Then, the players went to check on a weird circus encamped near the town, en route to go hire out to the logging-camp leader. Here is my first modification to Illmire's basic structure. Esmeraldra, fortune-teller at the circus, is already described as an ancient sorceress secretly rivalling the Observer, who is sort of the ultimate power behind the scenes in Illmire. I have decided that the Observer was once a human mage-prince who accidentally fused himself with an interplanar being, and thus went mad - explaining his Beholder-shape now - and Esmeralda's real name is Smaragdia...she was the Observer's queen. So the war between them was a civil war between former lovers. The Witch in nearby Brandonsford, I've decided, was one of the witches who helped Smaragdia resist the mage-prince, so that will be a potential string tying the regions together, too. Smaragdia/Esmeralda has begun cultivating the PCs as agents; if they survive and keep working with her, she'll try to get them to storm her former citadel and take out the demons imprisoned there - I've decided that Smaragdia's main power has been locked down in the need to maintain that prison. In other words, if the PCs do 'solve' that problem, the grateful Smaragdia will be able to seize all her old power. What could possibly go wrong? 

All shall love me, AND DESPAIR!!!

The players can tell Esmeralda is something much more interesting than a random fortune-teller, but they don't know her backstory yet. Well, as of this past session, the players accepted a potion of underwater breathing from her, and have been using it to try to solve the Fishmen problem in the lake west of Illmire. To their credit, they tried hard to find a diplomatic solution, and eventually prevailed in talking sense into the fishman chieftain despite several flare-ups with the reaction rolls/dice. Now, they've just made a deal to spend 24 hours trying to figure out how to cure the cursed fishmen, before they get driven off again.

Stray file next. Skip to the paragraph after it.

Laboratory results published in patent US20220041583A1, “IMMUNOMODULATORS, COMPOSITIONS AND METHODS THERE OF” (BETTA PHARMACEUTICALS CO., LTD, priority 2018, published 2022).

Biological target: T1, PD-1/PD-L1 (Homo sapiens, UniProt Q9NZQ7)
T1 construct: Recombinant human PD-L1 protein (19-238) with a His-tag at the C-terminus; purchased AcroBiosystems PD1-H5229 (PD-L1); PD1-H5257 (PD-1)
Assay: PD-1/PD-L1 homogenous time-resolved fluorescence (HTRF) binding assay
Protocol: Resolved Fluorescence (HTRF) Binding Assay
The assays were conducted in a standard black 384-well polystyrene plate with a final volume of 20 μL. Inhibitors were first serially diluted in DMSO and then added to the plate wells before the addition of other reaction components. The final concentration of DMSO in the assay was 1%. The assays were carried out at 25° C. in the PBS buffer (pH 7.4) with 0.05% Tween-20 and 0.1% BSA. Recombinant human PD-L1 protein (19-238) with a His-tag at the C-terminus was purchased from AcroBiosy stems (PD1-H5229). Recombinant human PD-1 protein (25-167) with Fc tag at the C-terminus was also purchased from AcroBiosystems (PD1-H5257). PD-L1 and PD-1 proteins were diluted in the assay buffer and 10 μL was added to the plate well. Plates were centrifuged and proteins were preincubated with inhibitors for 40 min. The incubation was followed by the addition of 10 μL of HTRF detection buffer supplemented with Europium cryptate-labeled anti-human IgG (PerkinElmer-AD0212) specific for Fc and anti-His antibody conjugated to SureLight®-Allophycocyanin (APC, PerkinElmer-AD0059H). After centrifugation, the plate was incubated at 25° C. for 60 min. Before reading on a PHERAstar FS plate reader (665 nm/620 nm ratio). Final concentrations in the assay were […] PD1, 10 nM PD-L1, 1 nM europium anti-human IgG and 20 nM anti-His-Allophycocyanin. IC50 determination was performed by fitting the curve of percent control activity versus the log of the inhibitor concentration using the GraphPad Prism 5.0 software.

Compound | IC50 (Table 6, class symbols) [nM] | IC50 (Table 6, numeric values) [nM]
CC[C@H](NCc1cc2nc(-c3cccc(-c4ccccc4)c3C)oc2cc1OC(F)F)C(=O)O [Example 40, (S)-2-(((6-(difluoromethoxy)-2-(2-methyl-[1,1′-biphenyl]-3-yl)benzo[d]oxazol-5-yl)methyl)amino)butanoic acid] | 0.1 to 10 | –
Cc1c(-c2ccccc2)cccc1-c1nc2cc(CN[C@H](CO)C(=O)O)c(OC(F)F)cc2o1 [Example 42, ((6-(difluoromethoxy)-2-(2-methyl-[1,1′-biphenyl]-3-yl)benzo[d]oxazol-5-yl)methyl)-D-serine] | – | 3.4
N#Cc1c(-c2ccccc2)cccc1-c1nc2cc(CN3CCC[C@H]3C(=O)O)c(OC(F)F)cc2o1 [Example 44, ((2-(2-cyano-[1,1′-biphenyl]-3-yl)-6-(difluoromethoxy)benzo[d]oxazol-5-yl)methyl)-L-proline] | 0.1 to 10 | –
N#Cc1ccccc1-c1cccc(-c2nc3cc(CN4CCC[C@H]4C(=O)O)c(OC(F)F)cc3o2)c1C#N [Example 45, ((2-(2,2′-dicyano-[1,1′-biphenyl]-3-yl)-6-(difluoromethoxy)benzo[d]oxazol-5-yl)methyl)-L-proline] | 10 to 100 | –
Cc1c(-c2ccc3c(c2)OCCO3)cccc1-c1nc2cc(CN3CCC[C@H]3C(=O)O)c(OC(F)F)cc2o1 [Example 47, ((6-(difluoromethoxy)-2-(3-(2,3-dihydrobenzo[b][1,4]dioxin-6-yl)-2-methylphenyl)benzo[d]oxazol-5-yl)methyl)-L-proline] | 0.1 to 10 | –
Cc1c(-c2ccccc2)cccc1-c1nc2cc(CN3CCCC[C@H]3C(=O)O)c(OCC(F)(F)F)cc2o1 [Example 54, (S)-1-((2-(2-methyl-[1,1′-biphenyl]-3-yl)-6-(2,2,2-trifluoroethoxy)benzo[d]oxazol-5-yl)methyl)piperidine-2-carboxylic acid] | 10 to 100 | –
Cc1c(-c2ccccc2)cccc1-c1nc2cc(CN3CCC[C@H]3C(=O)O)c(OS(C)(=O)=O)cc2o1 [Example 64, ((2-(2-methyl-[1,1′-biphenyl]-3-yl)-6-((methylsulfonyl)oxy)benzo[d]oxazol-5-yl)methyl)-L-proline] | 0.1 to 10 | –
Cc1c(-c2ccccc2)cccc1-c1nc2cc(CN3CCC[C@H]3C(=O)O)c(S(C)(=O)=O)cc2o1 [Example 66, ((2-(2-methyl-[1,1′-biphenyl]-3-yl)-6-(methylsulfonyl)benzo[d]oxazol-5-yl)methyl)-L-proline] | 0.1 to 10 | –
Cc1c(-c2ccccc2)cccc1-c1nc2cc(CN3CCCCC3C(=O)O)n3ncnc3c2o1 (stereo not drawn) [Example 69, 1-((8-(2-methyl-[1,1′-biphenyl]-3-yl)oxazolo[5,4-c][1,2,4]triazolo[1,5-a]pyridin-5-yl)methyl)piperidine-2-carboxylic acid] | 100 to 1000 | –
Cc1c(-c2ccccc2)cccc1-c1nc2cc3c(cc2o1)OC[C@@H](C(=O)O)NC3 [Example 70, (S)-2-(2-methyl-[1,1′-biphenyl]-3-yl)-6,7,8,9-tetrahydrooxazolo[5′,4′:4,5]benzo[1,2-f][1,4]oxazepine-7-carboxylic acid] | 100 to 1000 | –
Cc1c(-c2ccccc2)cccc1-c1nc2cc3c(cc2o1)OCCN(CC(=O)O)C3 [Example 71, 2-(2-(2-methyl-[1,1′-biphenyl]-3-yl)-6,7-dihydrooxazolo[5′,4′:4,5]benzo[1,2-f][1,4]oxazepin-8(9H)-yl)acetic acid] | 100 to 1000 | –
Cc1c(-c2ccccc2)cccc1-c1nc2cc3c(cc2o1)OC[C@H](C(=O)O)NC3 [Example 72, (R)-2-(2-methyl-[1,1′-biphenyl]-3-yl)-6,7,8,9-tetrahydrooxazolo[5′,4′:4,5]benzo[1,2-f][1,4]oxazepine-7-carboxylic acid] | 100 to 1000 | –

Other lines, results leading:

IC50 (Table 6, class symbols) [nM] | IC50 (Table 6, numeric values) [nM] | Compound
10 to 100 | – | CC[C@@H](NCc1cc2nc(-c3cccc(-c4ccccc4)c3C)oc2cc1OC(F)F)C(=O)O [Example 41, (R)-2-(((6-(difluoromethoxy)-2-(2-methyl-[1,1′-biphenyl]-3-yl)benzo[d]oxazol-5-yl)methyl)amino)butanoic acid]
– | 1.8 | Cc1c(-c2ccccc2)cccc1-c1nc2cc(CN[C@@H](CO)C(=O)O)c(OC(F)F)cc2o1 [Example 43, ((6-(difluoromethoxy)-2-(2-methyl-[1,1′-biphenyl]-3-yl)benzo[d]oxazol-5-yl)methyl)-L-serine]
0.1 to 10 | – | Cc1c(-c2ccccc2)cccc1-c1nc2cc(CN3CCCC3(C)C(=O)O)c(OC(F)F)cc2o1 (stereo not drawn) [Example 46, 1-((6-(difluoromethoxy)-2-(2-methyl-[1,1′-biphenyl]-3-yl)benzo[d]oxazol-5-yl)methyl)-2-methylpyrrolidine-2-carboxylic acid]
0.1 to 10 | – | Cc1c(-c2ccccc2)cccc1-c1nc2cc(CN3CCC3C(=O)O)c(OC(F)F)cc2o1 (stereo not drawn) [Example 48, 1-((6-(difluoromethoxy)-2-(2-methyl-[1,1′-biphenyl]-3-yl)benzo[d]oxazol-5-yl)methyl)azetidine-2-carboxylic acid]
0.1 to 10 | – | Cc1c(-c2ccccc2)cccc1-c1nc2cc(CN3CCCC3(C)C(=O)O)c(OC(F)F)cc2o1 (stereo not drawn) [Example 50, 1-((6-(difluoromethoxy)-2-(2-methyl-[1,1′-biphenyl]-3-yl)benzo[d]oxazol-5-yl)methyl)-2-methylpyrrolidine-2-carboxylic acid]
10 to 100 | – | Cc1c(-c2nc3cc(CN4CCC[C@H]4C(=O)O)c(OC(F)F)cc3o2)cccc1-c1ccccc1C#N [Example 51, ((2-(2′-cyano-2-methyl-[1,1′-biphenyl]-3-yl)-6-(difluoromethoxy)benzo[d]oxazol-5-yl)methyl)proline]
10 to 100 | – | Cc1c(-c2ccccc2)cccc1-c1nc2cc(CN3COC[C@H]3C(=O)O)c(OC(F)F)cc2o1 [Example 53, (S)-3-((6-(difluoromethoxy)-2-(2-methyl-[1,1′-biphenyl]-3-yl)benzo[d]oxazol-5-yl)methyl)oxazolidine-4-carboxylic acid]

And so, onward. I'm having lots of fun!


The hexmap below shows how I've joined up the two published adventures' campaign regions, and situated them within a larger area. South of Illmire, there are two rival 'noble' territories at loggerheads with each other (I thinly sketched out their leaders' personalities using the tables in WFRP's Border Kingdoms guide). "Halfway House" is a fortified inn; "Longbridge" is an interesting settlement detailed in a Raging Swan village background settlement, torn between the nearby feuding powers. 

My normal instinct would be to go hog-wild and immediately fill in all those blank hexes. I have resolved not to do so unless I actually need to. Rather than repeating my earlier habits of over-preparation, this allows me to focus my energies on the already rich resources in the two published modules, while dangling some tantalizing question marks in front of myself. I have added an additional campaign baddie - a sinister noble warlord named Sir Volter Costanze, who I've decided sent the OG Illmire cult leaders into the region to begin with, before they betrayed and abandoned him. But I'm not really sure who Costanze is or what his agenda will be. And I don't need to find out until he becomes more relevant. 

Are there whole kingdoms across the mountains? Howling wastelands? Lands of tyranny and death, or urbane cosmopolitan cities? Who knows! Not me! Not yet! 

I'm really enjoying the sense of creative freedom and promise, but also restraint and discipline, in NOT fleshing out everything on my map. I realize that for many of you, this is just a "well, DUH!" insight, but it's been important and rewarding for me to implement. 

Anyway. Happy gaming!


  1. The idea of taking a couple of adventures, mushing them together, and building out from there is something I've seen discussed many times, but I think this is the first example I've seen of what that might look like in practice. Thanks!

    1. I'm glad it helps! You've got me thinking about other "mixing modules" posts I could do - it might be a bit of work, but perhaps that would make a good little series, with brief runs at how I'd combine particular published adventures to make them work coherently. Huh.

      Thanks for reading!